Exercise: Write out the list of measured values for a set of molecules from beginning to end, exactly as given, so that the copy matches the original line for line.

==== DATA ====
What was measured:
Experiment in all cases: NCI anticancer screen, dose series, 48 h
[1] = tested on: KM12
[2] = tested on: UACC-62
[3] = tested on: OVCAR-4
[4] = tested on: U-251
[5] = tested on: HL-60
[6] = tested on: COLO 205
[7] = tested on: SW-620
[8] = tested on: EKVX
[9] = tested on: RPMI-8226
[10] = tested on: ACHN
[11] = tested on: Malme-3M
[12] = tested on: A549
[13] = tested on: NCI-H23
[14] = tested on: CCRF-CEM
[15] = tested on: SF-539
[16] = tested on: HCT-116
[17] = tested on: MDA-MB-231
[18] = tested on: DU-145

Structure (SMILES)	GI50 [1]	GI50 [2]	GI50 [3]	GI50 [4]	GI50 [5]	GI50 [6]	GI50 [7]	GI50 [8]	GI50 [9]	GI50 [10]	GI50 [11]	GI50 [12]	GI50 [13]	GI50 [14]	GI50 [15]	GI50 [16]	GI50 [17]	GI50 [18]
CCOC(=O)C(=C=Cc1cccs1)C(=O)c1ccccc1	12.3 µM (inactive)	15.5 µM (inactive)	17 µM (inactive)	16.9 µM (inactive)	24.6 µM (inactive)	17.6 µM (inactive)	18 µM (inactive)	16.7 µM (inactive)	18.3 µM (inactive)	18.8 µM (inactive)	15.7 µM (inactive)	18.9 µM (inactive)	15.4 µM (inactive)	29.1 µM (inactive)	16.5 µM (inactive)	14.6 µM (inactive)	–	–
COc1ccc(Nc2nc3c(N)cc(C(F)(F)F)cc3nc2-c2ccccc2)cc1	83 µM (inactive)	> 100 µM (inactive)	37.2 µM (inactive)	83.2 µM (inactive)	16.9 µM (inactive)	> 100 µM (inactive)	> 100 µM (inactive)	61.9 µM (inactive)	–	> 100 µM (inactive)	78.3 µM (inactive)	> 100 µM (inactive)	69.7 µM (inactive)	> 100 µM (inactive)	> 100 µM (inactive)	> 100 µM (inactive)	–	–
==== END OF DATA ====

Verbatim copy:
What was measured:
Experiment in all cases: NCI anticancer screen, dose series, 48 h
[1] = tested on: KM12
[2] = tested on: UACC-62
[3] = tested on: OVCAR-4
[4] = tested on: U-251
[5] = tested on: HL-60
[6] = tested on: COLO 205
[7] = tested on: SW-620
[8] = tested on: EKVX
[9] = tested on: RPMI-8226
[10] = tested on: ACHN
[11] = tested on: Malme-3M
[12] = tested on: A549
[13] = tested on: NCI-H23
[14] = tested on: CCRF-CEM
[15] = tested on: SF-539
[16] = tested on: HCT-116
[17] = tested on: MDA-MB-231
[18] = tested on: DU-145

Structure (SMILES)	GI50 [1]	GI50 [2]	GI50 [3]	GI50 [4]	GI50 [5]	GI50 [6]	GI50 [7]	GI50 [8]	GI50 [9]	GI50 [10]	GI50 [11]	GI50 [12]	GI50 [13]	GI50 [14]	GI50 [15]	GI50 [16]	GI50 [17]	GI50 [18]
CCOC(=O)C(=C=Cc1cccs1)C(=O)c1ccccc1	12.3 µM (inactive)	15.5 µM (inactive)	17 µM (inactive)	16.9 µM (inactive)	24.6 µM (inactive)	17.6 µM (inactive)	18 µM (inactive)	16.7 µM (inactive)	18.3 µM (inactive)	18.8 µM (inactive)	15.7 µM (inactive)	18.9 µM (inactive)	15.4 µM (inactive)	29.1 µM (inactive)	16.5 µM (inactive)	14.6 µM (inactive)	–	–
COc1ccc(Nc2nc3c(N)cc(C(F)(F)F)cc3nc2-c2ccccc2)cc1	83 µM (inactive)	> 100 µM (inactive)	37.2 µM (inactive)	83.2 µM (inactive)	16.9 µM (inactive)	> 100 µM (inactive)	> 100 µM (inactive)	61.9 µM (inactive)	–	> 100 µM (inactive)	78.3 µM (inactive)	> 100 µM (inactive)	69.7 µM (inactive)	> 100 µM (inactive)	> 100 µM (inactive)	> 100 µM (inactive)	–	–